ALBUQUERQUE, N.M. (AP) — The number of high-priority oil and natural gas wells on federal and tribal land in New Mexico has nearly doubled over the past two years, and the U.S. Bureau of Land Management is racing to keep up with inspections.
BLM officials in New Mexico say they have nearly 650 wells that are classified as high priorities due to their production levels, risks for contamination, the safety records of their operators and other reasons.
They insist they're on track to have them all inspected by the end of September thanks to the creation this year of a special strike team. Similar efforts will likely be needed next year.
"There's no end in sight," Sheila Mallory, the BLM's deputy state director for minerals in New Mexico, said of the oil boom that has been driving the need for more inspections in the Carlsbad and Hobbs area.
Southeastern New Mexico is now one of the most productive regions of the oil-rich Permian Basin. New teams of BLM technicians are being brought in every two weeks from other parts of the state to deal with the 428 high-priority wells in Carlsbad. So far, more than 80 percent of those wells have been inspected.
There are 161 high-priority wells in nearby Hobbs and another 55 on federal and tribal land in northwestern New Mexico. Mallory said inspectors are caught up in most areas of the state but still have work to do in Carlsbad and Hobbs.
Nationally, an Associated Press review of government data of drilling inspections for fiscal years 2009 to 2012 shows about 40 percent of the nearly 3,500 new wells near national forests, watersheds or otherwise identified as higher pollution risks were not inspected by the BLM.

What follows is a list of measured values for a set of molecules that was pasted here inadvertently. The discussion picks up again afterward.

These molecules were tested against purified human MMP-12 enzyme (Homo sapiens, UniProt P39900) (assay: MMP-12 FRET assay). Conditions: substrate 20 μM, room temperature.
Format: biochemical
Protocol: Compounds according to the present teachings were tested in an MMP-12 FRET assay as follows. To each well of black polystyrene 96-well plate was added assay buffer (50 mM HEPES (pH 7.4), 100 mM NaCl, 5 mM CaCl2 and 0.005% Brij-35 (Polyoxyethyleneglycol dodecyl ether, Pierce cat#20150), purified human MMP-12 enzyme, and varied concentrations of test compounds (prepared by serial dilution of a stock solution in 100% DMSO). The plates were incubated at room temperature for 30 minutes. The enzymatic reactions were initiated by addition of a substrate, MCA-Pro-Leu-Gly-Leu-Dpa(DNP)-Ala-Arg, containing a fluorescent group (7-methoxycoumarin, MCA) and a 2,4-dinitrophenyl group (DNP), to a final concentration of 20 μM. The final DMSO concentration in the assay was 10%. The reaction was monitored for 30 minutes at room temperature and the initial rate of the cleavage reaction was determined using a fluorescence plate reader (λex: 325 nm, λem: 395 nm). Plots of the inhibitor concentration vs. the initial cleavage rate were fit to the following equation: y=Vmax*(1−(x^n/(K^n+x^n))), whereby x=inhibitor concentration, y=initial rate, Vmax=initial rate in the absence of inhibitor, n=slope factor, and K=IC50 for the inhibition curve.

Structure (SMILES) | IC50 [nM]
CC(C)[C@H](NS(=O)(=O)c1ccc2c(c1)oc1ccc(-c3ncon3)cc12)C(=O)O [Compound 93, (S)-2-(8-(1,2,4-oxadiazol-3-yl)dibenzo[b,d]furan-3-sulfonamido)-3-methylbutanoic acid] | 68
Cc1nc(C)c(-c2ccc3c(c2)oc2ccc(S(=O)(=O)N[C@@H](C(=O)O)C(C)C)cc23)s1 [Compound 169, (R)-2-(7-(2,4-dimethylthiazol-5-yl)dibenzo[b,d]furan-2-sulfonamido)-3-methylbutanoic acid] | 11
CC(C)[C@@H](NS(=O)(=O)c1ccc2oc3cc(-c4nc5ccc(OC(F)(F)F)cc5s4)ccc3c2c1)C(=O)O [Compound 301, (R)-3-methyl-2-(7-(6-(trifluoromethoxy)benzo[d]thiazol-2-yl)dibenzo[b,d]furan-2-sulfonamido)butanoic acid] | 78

While roughly half or more of wells on federal and Indian lands in Utah, Colorado and Wyoming went unchecked, nearly two-thirds of the wells identified as high priorities on federal land in New Mexico were inspected during the four-year period.
Like BLM officials in other parts of the country, Mallory blamed a lack of manpower and budget cuts.
Environmentalists say the agency is ill-equipped to deal with the oil and gas boom in the West.
"It's a bad situation that will only get worse as (President Barack) Obama puts the final screws to coal and looks the other way on gas development," said John Horning, executive director of Santa Fe-based WildEarth Guardians.
BLM officials in New Mexico are hopeful Congress will approve a budget request that would give the agency authority to assess inspection and enforcement fees as it does with offshore drilling. The request has been made by the Obama administration for the last four years, said agency spokeswoman Donna Hummel.
"If we're having issues with staffing during these boom periods with more high risk wells that we need to inspect, it makes sense that we would work with industry in this way to get the funding that we need in order to increase our staffing for inspections," Hummel said.